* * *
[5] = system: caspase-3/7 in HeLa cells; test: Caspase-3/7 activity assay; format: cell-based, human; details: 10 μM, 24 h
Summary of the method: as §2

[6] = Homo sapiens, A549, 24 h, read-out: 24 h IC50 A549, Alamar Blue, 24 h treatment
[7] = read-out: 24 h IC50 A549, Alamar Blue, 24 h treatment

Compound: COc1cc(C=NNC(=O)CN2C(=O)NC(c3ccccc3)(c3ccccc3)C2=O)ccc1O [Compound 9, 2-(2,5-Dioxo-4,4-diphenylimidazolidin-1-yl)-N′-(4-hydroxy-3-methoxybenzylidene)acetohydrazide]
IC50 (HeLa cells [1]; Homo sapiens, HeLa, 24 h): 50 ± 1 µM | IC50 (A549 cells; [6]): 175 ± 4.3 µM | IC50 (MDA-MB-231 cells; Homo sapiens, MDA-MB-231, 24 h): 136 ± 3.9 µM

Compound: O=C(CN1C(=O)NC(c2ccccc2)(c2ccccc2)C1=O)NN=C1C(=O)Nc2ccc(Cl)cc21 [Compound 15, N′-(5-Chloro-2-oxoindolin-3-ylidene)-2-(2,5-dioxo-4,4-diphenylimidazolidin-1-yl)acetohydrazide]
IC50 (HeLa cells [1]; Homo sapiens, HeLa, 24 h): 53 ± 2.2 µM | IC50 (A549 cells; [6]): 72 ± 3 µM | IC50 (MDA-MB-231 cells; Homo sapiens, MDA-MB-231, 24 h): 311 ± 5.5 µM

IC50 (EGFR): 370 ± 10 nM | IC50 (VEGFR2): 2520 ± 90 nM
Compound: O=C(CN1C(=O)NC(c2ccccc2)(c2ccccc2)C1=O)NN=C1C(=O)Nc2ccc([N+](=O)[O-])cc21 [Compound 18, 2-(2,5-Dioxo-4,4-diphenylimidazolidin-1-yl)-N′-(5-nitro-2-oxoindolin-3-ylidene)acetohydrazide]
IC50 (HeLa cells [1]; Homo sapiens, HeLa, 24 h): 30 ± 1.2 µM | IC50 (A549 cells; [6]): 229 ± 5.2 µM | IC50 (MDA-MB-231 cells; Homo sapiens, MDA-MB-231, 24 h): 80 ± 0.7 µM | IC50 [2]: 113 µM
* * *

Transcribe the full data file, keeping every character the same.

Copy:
[5] = system: caspase-3/7 in HeLa cells; test: Caspase-3/7 activity assay; format: cell-based, human; details: 10 μM, 24 h
Summary of the method: as §2

[6] = Homo sapiens, A549, 24 h, read-out: 24 h IC50 A549, Alamar Blue, 24 h treatment
[7] = read-out: 24 h IC50 A549, Alamar Blue, 24 h treatment

Compound: COc1cc(C=NNC(=O)CN2C(=O)NC(c3ccccc3)(c3ccccc3)C2=O)ccc1O [Compound 9, 2-(2,5-Dioxo-4,4-diphenylimidazolidin-1-yl)-N′-(4-hydroxy-3-methoxybenzylidene)acetohydrazide]
IC50 (HeLa cells [1]; Homo sapiens, HeLa, 24 h): 50 ± 1 µM | IC50 (A549 cells; [6]): 175 ± 4.3 µM | IC50 (MDA-MB-231 cells; Homo sapiens, MDA-MB-231, 24 h): 136 ± 3.9 µM

Compound: O=C(CN1C(=O)NC(c2ccccc2)(c2ccccc2)C1=O)NN=C1C(=O)Nc2ccc(Cl)cc21 [Compound 15, N′-(5-Chloro-2-oxoindolin-3-ylidene)-2-(2,5-dioxo-4,4-diphenylimidazolidin-1-yl)acetohydrazide]
IC50 (HeLa cells [1]; Homo sapiens, HeLa, 24 h): 53 ± 2.2 µM | IC50 (A549 cells; [6]): 72 ± 3 µM | IC50 (MDA-MB-231 cells; Homo sapiens, MDA-MB-231, 24 h): 311 ± 5.5 µM

IC50 (EGFR): 370 ± 10 nM | IC50 (VEGFR2): 2520 ± 90 nM
Compound: O=C(CN1C(=O)NC(c2ccccc2)(c2ccccc2)C1=O)NN=C1C(=O)Nc2ccc([N+](=O)[O-])cc21 [Compound 18, 2-(2,5-Dioxo-4,4-diphenylimidazolidin-1-yl)-N′-(5-nitro-2-oxoindolin-3-ylidene)acetohydrazide]
IC50 (HeLa cells [1]; Homo sapiens, HeLa, 24 h): 30 ± 1.2 µM | IC50 (A549 cells; [6]): 229 ± 5.2 µM | IC50 (MDA-MB-231 cells; Homo sapiens, MDA-MB-231, 24 h): 80 ± 0.7 µM | IC50 [2]: 113 µM